Winston Seah

Winston Seah profile picture

Professor of Network Engineering School of Engineering and Computer Science

Teaching in 2020


DEng, MEng, BSc

Research Interests

Today's Internet needs to support untethered communications, mobility, quality of service, sensing and actuation, user-programmability and, most importantly, sustainability through the use of renewable energy. My research aims to meet those needs from the networking protocols perspective, addressing the needs of 5G networks, the Internet of Things and other machine-type communications technologies, encompassing both long-range communications (LTE-A, Narrowband IoT) as well as, short range technologies (IEEE802.15.4, 6LoWPAN, RPL, etc.)

As a member of the Wireless Networks Research Group (WiNe), my latest research on the Internet of Things focuses on Industrial IoT, Wireless Sensor Networks Powered by Ambient Energy Harvesting (WSN-HEAP), wireless sensor networks for structural health monitoring, wireless multi-hop networks and mobility-enhanced protocols and algorithms for smart networked sensing applications. I work extensively with international collaborators on Mobile Edge Computing (MEC), Fog Computing, massively dense wireless networks, and trust & cooperation in wireless networks, utilizing technologies like machine learning and software defined networking.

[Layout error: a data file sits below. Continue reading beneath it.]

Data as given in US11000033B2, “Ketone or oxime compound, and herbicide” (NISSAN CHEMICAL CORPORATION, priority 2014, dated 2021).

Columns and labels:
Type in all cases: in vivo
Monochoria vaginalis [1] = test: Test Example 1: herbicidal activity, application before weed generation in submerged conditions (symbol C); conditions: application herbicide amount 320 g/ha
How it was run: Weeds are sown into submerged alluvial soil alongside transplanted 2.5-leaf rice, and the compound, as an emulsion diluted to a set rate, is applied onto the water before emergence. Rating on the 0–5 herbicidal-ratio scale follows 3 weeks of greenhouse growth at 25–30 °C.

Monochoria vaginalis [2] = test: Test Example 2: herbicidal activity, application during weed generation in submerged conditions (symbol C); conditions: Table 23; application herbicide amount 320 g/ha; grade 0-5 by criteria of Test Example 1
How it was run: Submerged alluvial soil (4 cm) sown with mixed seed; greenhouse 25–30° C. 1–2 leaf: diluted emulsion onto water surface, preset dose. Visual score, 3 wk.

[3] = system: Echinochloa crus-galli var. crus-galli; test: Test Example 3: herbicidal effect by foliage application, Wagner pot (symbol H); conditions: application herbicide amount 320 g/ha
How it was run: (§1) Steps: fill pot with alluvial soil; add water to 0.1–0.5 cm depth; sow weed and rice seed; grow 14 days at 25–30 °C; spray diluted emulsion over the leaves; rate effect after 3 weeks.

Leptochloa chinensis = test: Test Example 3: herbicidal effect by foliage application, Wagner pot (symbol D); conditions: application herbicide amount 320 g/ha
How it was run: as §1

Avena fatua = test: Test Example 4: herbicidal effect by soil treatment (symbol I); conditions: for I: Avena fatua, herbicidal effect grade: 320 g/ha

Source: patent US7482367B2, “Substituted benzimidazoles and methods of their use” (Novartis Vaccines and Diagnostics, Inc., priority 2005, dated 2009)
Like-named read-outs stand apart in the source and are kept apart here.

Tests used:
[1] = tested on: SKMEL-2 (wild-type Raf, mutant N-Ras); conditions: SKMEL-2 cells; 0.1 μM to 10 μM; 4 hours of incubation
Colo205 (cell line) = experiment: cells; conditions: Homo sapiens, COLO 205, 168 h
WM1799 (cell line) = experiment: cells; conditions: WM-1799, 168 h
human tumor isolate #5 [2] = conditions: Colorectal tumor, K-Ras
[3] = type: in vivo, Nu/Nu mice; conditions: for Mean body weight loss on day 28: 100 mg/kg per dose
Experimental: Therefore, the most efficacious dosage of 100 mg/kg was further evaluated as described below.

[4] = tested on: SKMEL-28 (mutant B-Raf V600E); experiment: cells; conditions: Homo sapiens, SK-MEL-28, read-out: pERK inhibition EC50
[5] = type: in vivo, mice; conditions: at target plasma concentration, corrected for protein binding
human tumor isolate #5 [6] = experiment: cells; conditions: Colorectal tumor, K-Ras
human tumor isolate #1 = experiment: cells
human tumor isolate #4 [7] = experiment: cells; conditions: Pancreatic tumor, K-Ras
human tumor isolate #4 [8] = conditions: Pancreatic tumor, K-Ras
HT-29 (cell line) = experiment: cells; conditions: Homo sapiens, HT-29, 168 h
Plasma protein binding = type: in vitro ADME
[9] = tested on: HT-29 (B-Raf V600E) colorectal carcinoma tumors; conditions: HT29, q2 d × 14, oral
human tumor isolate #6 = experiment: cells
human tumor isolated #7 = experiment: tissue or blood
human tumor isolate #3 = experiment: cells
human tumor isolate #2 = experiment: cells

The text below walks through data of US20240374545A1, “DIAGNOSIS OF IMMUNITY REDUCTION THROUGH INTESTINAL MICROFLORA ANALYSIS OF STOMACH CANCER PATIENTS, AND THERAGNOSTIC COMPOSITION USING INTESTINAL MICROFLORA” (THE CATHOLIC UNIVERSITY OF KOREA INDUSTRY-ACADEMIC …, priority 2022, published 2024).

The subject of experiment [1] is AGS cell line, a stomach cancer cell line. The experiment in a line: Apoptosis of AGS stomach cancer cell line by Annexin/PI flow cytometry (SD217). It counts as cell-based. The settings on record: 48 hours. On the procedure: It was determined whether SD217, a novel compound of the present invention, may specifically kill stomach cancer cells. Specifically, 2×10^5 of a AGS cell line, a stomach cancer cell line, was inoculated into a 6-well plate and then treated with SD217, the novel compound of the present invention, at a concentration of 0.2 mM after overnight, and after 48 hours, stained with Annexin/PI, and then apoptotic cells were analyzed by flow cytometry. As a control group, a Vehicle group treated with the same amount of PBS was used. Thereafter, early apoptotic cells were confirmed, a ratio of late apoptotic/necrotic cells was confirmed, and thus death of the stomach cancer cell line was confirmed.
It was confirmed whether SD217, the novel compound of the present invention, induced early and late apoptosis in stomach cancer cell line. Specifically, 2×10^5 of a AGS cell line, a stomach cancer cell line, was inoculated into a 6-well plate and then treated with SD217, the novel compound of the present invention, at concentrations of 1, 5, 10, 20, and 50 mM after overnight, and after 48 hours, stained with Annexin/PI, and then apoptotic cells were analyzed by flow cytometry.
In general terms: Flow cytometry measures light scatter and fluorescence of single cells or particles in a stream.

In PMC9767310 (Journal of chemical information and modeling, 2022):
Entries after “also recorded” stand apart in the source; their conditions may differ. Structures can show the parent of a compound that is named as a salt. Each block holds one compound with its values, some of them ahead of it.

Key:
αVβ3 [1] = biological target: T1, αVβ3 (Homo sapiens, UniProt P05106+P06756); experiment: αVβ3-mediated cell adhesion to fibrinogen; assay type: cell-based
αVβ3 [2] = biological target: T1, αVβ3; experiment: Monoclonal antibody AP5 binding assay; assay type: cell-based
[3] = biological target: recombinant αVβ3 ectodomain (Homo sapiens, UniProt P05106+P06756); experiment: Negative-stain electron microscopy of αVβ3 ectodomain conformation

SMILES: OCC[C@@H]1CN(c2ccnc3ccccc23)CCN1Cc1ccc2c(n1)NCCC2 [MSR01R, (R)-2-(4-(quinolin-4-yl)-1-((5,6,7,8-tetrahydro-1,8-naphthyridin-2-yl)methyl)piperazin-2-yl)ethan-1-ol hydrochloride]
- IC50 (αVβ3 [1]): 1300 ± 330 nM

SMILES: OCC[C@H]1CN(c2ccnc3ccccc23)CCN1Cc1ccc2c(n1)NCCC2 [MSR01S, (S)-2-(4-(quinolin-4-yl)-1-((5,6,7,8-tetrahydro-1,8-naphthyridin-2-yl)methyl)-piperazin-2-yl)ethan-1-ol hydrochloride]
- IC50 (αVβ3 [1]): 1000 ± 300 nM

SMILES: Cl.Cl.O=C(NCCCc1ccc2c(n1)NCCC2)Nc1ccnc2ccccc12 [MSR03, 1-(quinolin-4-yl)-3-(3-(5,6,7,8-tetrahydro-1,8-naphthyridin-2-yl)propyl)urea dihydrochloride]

I have worked for more than 16 years in mission-oriented research, taking ideas from theory to prototypes. You can read more about my research and also access some of my papers from my personal web page.


For a list of my recent publications, please see the WiNe Research Publications or the Publications Database.

Prospective Graduate Students

Research topics for prospective graduate students to consider include (but not limited to) the following:

Next Generation Networks
  • 5G networks - mobile edge computing, fog computing, random access, resource management,scheduling, and traffic engineering
  • Internet of Things, Machine-to-Machine Communications, Device-to-Device Communications, Smart Device Communications
  • Game and Queueing Theoretical Approaches in Wireless Communications Networks and Systems Design
  • Content-based Networking, Named Data Networking, Content Addressing for IoT
  • Scalable Traffic Classification in SDN/OpenFlow-based Networks and Systems
Wireless Sensor Networks
  • Energy-Efficient Localization in Wireless Sensor Networks
  • Mobile Sensing using Smartphones and Community Devices
  • Electromagnetic Wireless Nano Sensor Networks (EM-WNSNs)
  • Intuitive Sensing and Actuation using Biological, Environmental and Physical Signals
Sustainable Networks
  • Robust End-to-End Wireless Networking Protocols for Harsh Environments
  • Wireless Sensor Networks Powered by Ambient Energy Harvesting (WSN-HEAP)
  • Environmentally-Friendly (Green) Protocols for Wireless Communications Networks

For some details on the above, you can refer to the here. If you wish to work on the security aspects of the above topics, you can also contact me to discuss how the security issues can fit within the broader area of Network Anomaly Detection.